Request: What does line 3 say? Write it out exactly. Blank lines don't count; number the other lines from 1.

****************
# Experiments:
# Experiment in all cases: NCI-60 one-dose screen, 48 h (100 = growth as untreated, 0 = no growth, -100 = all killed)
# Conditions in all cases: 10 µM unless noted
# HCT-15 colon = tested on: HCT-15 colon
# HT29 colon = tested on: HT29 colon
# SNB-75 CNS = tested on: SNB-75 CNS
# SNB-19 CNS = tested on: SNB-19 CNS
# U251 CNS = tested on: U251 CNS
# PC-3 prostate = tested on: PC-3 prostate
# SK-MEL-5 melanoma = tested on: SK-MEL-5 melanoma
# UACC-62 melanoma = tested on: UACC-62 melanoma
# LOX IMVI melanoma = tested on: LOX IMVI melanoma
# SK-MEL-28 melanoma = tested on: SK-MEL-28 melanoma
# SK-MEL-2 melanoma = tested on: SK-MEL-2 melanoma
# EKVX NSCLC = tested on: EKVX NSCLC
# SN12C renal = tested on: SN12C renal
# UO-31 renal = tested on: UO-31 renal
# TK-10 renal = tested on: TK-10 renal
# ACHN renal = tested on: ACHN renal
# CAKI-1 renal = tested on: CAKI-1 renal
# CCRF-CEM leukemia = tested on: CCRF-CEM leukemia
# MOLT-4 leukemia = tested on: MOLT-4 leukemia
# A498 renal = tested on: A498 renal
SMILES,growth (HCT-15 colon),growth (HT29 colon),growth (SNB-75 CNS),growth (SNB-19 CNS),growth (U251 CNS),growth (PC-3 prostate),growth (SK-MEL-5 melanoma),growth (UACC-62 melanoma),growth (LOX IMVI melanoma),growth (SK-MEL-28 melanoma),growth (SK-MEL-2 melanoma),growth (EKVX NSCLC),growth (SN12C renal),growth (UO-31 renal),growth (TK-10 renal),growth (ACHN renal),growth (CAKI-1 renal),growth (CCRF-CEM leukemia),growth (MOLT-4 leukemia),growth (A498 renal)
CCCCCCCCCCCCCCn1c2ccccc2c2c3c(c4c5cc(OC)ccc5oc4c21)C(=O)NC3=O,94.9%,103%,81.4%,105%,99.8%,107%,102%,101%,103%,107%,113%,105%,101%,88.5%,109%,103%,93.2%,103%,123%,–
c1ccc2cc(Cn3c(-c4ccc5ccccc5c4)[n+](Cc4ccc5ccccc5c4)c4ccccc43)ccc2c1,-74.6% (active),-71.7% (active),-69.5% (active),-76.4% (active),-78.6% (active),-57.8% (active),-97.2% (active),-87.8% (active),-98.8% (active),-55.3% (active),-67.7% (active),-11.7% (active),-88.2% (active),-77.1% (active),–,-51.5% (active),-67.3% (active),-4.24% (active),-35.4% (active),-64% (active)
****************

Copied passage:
# Conditions in all cases: 10 µM unless noted